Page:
Today we have to talk about a video game like me, Spanish. A product by Fran Téllez de Meneses, who has already shown us his good work, with titles like Unepic or Ghost 1.0. Now he’s giving us a love letter disguised as acid satire to Metal Gear, more precisely to his first episodes, like the mythical Metal Gear 2: Solid Snake. Yes, these original deliveries with isometric and pixel plan views. Today we’re talking about UnMetal, which may be the last title to be released on PS Vita (among other platforms, calm).

In this Spanish Metal Gear we play Jesse Fox, an American military man who was arrested for a crime he did not commit. Let this be clear. On our flight we will have to give explanations to a certain colonel who doesn’t quite believe our bizarre story. This is the main part of the game, the interrogation room, in which our protagonist tells how he managed to escape from this dangerous military base. While Jesse is telling what happened, we take control and complete a total of ten screens or missions, each of which is better than the previous one.

Humor is the hallmark with which Fran Téllez delights us in all of his work and UnMetal should be no exception. I am a person who has a hard time laughing out loud. In other words, when I consume a humorous product, I naturally laugh, but I usually don’t laugh. To my surprise, however, UnMetal not only succeeded, it even made me cry with laughter, which deserves a minimum price or two. His lines, mostly absurd in humor, work like a Swiss watch, which offer a delicious contrast to the seriousness of the work, or his mirror (Konami’s work), which gives us moments of authentic comic pleasure, with a thousand and one examples that I refer to, to avoid surprises and not fall for the slight spoiler.

It also helps create that glorious atmosphere, its wide range of characters we will walkie to and who will help us get to know our protagonist even better, and who also have a more than remarkable synchronization into Castilian that with Care. and that it is difficult to associate with indie, even more so with a super indie. But friend Fran definitely knows the national consumers very well, and that is worth mentioning.

The game in question is developed by levels as I’ve already progressed. Always on the military base from which we have to flee, but give way to the most varied of places, from cells to the jungle, going through really crazy things like certain ma… chss spoilers! Great places that are built as we tell the story to the general, where we have control over the enemies even in certain moments, like were there rats, Jesse? And we will decide whether or not to include rodents.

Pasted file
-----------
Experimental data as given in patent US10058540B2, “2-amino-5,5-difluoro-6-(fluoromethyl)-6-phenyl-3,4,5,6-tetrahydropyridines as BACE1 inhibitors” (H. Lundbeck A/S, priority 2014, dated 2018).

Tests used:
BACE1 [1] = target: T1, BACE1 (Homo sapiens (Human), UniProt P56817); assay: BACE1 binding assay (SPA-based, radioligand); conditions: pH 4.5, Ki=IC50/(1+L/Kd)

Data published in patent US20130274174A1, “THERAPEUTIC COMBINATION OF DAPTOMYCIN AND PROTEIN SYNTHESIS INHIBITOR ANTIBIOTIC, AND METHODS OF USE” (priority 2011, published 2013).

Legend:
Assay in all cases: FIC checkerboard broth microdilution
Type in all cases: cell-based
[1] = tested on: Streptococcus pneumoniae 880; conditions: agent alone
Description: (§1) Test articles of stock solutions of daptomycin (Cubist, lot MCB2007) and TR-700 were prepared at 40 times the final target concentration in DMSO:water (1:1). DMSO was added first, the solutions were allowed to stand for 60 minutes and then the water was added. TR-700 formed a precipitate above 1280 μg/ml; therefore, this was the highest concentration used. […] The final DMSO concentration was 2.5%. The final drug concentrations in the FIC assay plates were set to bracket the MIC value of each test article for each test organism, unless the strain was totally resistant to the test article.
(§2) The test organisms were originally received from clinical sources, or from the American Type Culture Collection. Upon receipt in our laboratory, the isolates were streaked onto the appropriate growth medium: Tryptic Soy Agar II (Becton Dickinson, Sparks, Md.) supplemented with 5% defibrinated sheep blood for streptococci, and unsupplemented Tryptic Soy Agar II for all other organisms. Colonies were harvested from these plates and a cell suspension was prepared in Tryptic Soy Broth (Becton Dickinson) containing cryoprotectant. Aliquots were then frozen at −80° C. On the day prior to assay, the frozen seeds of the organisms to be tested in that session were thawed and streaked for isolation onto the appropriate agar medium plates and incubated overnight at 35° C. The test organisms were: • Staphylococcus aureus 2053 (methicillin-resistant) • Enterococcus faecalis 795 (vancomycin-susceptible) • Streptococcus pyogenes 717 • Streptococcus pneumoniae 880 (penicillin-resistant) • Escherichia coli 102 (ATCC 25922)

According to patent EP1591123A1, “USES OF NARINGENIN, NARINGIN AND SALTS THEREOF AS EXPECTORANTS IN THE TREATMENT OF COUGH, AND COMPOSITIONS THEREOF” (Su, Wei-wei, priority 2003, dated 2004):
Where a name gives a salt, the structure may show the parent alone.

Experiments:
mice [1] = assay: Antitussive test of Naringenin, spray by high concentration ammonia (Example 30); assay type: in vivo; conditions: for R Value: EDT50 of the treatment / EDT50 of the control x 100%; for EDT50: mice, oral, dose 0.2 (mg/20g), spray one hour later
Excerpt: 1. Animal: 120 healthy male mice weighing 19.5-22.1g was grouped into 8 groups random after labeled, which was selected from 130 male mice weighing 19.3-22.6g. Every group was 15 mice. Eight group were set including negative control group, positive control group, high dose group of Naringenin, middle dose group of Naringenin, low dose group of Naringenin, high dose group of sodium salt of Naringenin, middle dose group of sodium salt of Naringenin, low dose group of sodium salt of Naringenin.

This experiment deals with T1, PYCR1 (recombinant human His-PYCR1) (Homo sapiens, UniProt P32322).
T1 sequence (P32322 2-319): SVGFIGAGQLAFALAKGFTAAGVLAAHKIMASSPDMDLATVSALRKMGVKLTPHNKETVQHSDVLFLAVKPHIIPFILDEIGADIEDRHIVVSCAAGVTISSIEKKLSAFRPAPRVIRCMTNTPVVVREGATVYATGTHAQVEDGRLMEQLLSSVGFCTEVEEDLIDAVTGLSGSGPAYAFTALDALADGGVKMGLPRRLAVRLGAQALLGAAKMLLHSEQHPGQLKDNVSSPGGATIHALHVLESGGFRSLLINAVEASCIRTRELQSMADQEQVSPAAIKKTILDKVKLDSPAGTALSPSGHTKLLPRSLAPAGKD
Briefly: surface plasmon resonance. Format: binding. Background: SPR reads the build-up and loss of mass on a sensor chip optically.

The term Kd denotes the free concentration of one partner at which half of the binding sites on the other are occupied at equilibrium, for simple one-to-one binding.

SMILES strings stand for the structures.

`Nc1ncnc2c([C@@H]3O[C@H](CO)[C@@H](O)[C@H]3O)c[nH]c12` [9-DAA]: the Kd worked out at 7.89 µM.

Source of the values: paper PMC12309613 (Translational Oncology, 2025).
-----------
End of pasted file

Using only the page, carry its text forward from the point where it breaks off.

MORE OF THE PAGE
All of these places or levels are really well designed, with their shortcuts, their secrets and all the milongas that we lovers of the genre like so much. Stealth will be the main mechanic, but nowhere near the only one. The game has its good portions of action (for example against bosses) and also some flirtation with puzzles, especially when it comes to getting ahead at certain points. Basically we need a set of objects that we need to combine with certain logic hidden in the scenarios and we need to find a clean host. All of this with its narrative presence. For example, if the game itself is aware of the absurdity of certain mechanics and looks the player in the face, it questions and justifies this. Magic.

Completing Jesse’s story will take us about 6 or 7 hours and will no doubt entice us to play it all over again as we will have some level climbs that will force us to choose between two skills. For example, do more health or more damage. But beyond that and the decisions mentioned above we will also have a series of challenges, in the video game itself, the most tempting, the stick, breaking down the doors of all the bathrooms or defeating the boss without healing.

UnMetal has enchanted me. His artistic part is in itself pure essence and love for a mythical saga. Well brought into the current era, the game is enjoyed like a charm, it looks and moves luxuriously, with a pixel art that I’d like to highlight as pretty good. We talk about what he drinks from Metal Gear, he also pees on it, but at no time as a lack or bad taste, on the contrary, as if we were talking about Star Wars in the cinematographic field or the good film, Spaceballs.

If you ask me to recommend an easy game that lasts a week and has a great time, few better options would come to mind than this excellent UnMetal. Which can be enjoyed on practically all platforms and whose price does not do justice to the quality. Play it stupid.